One of the biggest and most successful video game companies of all time has played its next hand. What was once called the NX has finally been revealed. The latest offering into the console gaming market from Nintendo is at least named, if not fully known.
Say hello to the Nintendo Switch.
On October 20th, twitter exploded as a three and a half minute video tried to quench the thirsts of millions of gamers, eagerly awaiting the next project from the old gaming powerhouse.
After the success of the Wii, there had always been a bit of an unpleasant taste in the mouth left by the confusing Wii U, and Nintendo had seen their home console market share and reputation plummet from once being the household name with the likes of the NES, SNES and N64 consoles, to just being the company that made great handhelds. From the Gameboy and it’s iterations to the DS and it’s, no one could ever deny that Nintendo has dominated portable gaming for almost as long as portable gaming has been a thing. They didn’t actually create the medium, but it sure as hell feels like they did.
So, after the disappointment of the Wii U, what could Nintendo do to turn their fortunes around? That was the question that they were trying to answer within those three and a half minutes. And the Nintendo Switch, and playing to their strengths, was the outcome. It’s a console-handheld hybrid. One machine, two uses. Nintendo are trying to take the world of indoor, home console gaming, outside. And inside.
It looks like a tablet, after all is said and done. It has some neat (some call, gimmicky) tricks with its controller, and it has a docking station to allow it to be played on your TV. But, the most intriguing (and maybe gimmicky) aspect of it is the way all of this ‘fits’ together. To explain, the tablet is the console. Onto its sides slide the two controllers. They remind me of the original Wii controllers, in that they are easily held in one hand, with an analogue stick and standard buttons on the right hand side, and another analogue stick with the directional buttons on the left. And they literally seem to slide and clip onto the edges of the tablet. When removed, they can be played loosely in either hand, slid and clipped onto a peripheral that holds them closer together in an attempt to create more of a traditional gamepad, or (like the Wii controller (think Mario Kart)) turned horizontally allowing a friend to do the same with the other one for some local multiplayer. There is also a more conventional non-gimmicky gamepad for it as well.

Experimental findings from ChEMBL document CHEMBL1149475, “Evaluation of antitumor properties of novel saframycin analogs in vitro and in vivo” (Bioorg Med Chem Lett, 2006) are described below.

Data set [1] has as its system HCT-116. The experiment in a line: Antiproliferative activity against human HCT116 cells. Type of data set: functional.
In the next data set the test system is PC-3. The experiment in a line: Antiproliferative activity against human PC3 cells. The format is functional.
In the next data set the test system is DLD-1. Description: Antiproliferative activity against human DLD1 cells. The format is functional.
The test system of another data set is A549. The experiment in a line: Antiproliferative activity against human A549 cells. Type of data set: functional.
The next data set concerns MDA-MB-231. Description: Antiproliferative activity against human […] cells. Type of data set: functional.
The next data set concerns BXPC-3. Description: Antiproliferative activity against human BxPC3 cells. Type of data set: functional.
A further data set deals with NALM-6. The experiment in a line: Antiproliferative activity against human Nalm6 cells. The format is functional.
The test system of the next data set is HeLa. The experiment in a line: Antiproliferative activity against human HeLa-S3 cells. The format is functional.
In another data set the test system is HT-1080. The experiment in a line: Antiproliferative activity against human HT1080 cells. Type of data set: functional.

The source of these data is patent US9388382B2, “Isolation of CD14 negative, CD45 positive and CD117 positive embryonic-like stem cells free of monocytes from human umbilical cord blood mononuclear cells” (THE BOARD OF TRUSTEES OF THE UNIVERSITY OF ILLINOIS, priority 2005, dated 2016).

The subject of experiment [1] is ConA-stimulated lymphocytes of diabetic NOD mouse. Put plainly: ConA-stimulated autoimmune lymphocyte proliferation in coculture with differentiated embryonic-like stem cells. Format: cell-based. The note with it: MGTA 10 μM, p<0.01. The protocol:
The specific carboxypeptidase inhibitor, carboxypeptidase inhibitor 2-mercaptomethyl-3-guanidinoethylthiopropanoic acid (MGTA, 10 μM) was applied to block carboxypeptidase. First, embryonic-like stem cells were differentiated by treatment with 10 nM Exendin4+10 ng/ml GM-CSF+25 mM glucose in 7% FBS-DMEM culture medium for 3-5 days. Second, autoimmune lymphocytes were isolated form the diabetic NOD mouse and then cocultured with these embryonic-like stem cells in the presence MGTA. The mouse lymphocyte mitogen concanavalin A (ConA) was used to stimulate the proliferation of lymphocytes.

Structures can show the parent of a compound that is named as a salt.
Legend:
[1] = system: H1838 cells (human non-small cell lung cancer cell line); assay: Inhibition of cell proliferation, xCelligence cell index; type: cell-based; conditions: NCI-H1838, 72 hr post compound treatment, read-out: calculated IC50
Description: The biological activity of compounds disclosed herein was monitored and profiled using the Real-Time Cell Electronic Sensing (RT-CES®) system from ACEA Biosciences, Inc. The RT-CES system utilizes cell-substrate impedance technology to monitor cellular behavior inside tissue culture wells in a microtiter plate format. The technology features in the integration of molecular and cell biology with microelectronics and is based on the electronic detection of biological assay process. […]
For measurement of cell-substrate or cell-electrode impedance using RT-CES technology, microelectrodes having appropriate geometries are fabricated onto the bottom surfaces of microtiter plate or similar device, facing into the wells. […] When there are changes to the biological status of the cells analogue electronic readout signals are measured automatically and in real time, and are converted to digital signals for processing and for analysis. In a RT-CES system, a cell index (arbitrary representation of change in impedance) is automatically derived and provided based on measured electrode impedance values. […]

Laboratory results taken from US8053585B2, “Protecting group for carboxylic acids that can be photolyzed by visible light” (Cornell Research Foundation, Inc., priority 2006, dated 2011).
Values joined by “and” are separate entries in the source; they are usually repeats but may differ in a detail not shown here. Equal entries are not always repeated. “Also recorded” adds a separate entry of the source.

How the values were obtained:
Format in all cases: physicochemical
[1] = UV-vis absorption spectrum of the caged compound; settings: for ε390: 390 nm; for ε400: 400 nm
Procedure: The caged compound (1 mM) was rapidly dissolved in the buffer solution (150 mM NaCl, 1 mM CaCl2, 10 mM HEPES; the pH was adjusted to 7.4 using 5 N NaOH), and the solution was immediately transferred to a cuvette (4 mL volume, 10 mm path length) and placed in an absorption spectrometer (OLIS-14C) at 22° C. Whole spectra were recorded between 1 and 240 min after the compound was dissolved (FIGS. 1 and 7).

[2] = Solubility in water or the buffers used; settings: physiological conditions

On top of all of this sliding and clipping though, the whole console itself is designed to slide and clip some more, this time into the horseshoe-shaped base unit that sits under your TV for some big screen gaming. And if those three and a half minutes are anything to go by, you can play on the TV, slide the Switch out of its base, and the game appears on the tablets screen ready to go portable.
Alright, colour me interested. But now for that not fully known bit. As nice as the video was, that was pretty much all it showed off. That, its name, and the launch window (which we already knew) of March 2017. What we don’t know far exceeds what we do. How much will it cost? What’s the battery life on it when it’s out of that base? Does it have access to the library of games already out for the Wii U and 3DS? Modern gaming is all about being online, so does this thing connect only to WiFi, or will it have the ability to connect to mobile internet when out and about? How much storage does it have? Is the consoles tablet screen touchscreen? How powerful is it, can it compare to the PS4 or Xbox One? We saw a few games being played in that video, whilst only one of them has been officially confirmed as yet (the new Zelda), including a new Mario and Mario Kart. Are these things? What games will launch with it?
These questions will be answered soon enough, and prior to that March 2017 release window, but right now, all we can do is guess. In the meantime, however, let’s all watch that video again. Hello, Switch.